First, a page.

Many gardeners don't put out feeders because they're afraid that birds will rely on them and lose their natural ability to forage. But research from the University of Wisconsin shows that winter-survival rates are higher when birds have both feeder and native food options and that birds retain the ability to forage if feeders are removed. "Feeders reduce the amount of time it takes to find food," says Stephen Kress, an ornithologist and coauthor of the Audubon North American Birdfeeder Guide. "And the average meal size is certainly larger than tiny weed seeds or wintering insects dug out of tree bark." Feeders are especially important in late winter, when other food is in short supply, and during periods of heavy snow or extreme cold.
Feeders can harbor disease, and improper placement may expose birds to predators and other hazards. Prevent these drawbacks by choosing plastic, steel, or glass feeders, which are easy to clean and don't harbor molds and fungus. Clean your feeders at least twice a year by soaking them in a 10 percent bleach solution for three minutes, scrubbing them with a brush, and rinsing with clean water. Keep seed in dry, sealed containers and put out only enough seed to last several hours (or days, if dry weather is expected).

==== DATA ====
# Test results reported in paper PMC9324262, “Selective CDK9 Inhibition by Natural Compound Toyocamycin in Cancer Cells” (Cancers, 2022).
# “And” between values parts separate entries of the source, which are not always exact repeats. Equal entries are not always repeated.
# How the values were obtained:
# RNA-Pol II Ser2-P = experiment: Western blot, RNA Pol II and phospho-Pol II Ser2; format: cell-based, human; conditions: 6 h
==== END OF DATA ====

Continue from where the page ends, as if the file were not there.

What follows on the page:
Protect birds from crashing into windows by stretching netting several inches in front of the glass. Also, wild birds aren't as skilled at evading cats as Tweety Bird is, so placing feeders near shelter (hedges, trees, and gardens) is especially important. Cats kill several hundred million (yep, you read that correctly) birds each year. Properly placed bird feeders may deter predation, since they allow birds to spend less time feeding and more time looking out for predators, notes Kress.